This past weekend, our Doberman puppy got his canine influenza vaccination. The vaccine comes in two booster shots, so we’ll need to return in 3-4 weeks.
Atlas turned 18 weeks old this weekend and we started looking into doggy daycare centers and puppy kindergarten. Soon enough, Atlas will be in socialization and obedience training. We looked for a daycare center that also offers overnight boarding in the event we decide to travel by air. While I researched this months before Atlas came home, we narrowed down two places close to us.
The two places I called have enrollment requirements. In addition to the puppy being at least 4 months old, they need to be vaccinated against:
- Canine influenza
Atlas has all the core vaccinations done, including rabies, except the optional canine influenza. The canine influenza comes in two doses and is administered 3 to 4 weeks from each other. Our next vet visit will be on April 4th for the final dose. The cost to administer canine influenza vaccination is $40 per shot. That is $80 total. Fortunately, our pet health insurance “co-pay” is only $8.00 due to meeting our deductible in merely two months.
A Week Update on Atlas’ Puppy Pyoderma Condition
As mentioned in a recent article, Atlas contracted superficial puppy pyoderma and was prescribed topical treatment. I applied the treatment on Atlas daily, per instruction. After an entire week, I saw improvement on Atlas’ skin where he had an outbreak.
Atlas’ left tarsus had significant amount of bumps just a week ago. Today, it looks all but healed. There is hair-loss due to Atlas nipping and licking on the area to alleviate the itch, but his skin felt smooth. His right tarsus had more bumps than the left, but as of today, it has significantly decreased.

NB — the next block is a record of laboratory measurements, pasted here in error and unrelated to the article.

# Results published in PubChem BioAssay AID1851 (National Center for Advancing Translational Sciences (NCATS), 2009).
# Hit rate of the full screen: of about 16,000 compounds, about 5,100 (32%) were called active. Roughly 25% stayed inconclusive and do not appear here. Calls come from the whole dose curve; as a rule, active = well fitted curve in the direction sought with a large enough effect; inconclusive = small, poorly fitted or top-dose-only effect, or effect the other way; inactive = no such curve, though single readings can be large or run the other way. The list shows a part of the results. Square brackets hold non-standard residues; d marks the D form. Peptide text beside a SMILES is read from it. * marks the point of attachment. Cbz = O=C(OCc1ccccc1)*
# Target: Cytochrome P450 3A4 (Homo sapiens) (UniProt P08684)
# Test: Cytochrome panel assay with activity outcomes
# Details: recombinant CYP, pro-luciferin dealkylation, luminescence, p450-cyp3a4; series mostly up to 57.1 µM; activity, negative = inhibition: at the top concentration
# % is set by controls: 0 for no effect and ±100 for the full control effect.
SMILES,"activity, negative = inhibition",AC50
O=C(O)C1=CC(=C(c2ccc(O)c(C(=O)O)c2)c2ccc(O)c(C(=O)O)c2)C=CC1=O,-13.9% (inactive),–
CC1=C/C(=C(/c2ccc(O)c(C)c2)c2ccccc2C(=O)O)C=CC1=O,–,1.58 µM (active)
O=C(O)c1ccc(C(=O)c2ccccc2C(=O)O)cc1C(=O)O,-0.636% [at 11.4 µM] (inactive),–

Atlas’ left and right elbows (anconeal process), experienced an increase in outbreak while his rear joints healed. I will continue to monitor his condition and give him a bath with medicated shampoo twice a week instead of once.
Atlas is otherwise healthy. His stool has become healthy, solid, dark and consistent. Atlas received his final DHPP booster, rabies shot and was treated for puppy pyoderma last week. This week, our Doberman puppy got one of two canine influenza vaccination. That’s the joy of puppy hood.
A Word on Neutering and Gastropexy
While Atlas was in for his first canine influenza shot, I took the opportunity to ask the vet a few questions. I asked when is the optimal time to bring Atlas in for his neutering and gastropexy surgery. The vet recommended no earlier than 1 year. The reason is that the Doberman is a large dog breed and Atlas needs about a year to maximize his growth potential. If gastropexy is performed too early, the procedure can become undone as the dog continues to grow.
Since Atlas will be have both procedures done at the same time, it is best to schedule when he’s at least a year old in November. Prior to that, he will need to have his blood panel done to ensure that it is safe to perform the surgeries on him. I may even wait until Atlas turns 1½ to have these procedures done since he will continue to fill up during that time. When the time comes, I will post an article documenting these two procedures, including the process, costs and recovery time.
A Side Note on Atlas’ Ears
Atlas’ began to stand on their own at 14 weeks old. I continued posting them for four additional weeks.
At this moment in time, I have been posting Atlas’ ears for two month straight. I removed the ear posts when Atlas turned 18 weeks. They stood for 3 days straight with no sign of flopping over. Atlas is also currently teething and I expect it to continue for another two months, until Atlas turns 6 months old. He has lost all his upper and lower incisors as of this posting. The general consensus is that ear posts are to remain in place until the teething phase passes. It is unknown whether this claim is scientifically proven or just a swell idea regurgitated over and over as fact among Doberman online communities.
The generally accepted reason is that during teething, the Doberman’s body will use more calcium to form the adult teeth, leaving the growing cartilage in the ears out to dry.
I will continue to monitor Atlas’ ears closely. If I see any sign of his ears flopping over, I will re-post them immediately.